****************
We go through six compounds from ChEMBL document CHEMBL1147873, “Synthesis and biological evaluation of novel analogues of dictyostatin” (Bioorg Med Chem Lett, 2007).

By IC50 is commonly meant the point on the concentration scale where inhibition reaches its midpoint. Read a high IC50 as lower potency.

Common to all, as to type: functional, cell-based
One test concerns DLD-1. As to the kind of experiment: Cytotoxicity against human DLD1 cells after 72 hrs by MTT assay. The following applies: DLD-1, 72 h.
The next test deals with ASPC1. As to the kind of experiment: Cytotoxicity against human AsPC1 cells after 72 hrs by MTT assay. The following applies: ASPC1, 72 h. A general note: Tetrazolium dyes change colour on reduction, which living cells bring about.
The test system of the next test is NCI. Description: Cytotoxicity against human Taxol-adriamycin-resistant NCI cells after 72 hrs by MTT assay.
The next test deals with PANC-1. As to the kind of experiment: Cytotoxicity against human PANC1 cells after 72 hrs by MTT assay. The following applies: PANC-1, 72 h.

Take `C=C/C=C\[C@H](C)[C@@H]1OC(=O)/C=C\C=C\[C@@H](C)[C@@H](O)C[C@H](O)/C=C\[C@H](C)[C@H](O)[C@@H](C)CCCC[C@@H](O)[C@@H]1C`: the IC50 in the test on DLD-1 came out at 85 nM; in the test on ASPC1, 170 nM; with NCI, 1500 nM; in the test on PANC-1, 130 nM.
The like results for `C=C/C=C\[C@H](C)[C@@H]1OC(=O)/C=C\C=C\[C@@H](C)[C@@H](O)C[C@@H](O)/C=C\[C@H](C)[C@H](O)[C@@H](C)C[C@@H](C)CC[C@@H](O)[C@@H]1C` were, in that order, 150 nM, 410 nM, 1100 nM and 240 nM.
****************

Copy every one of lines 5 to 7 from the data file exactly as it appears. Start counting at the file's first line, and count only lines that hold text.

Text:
The next test deals with ASPC1. As to the kind of experiment: Cytotoxicity against human AsPC1 cells after 72 hrs by MTT assay. The following applies: ASPC1, 72 h. A general note: Tetrazolium dyes change colour on reduction, which living cells bring about.
The test system of the next test is NCI. Description: Cytotoxicity against human Taxol-adriamycin-resistant NCI cells after 72 hrs by MTT assay.
The next test deals with PANC-1. As to the kind of experiment: Cytotoxicity against human PANC1 cells after 72 hrs by MTT assay. The following applies: PANC-1, 72 h.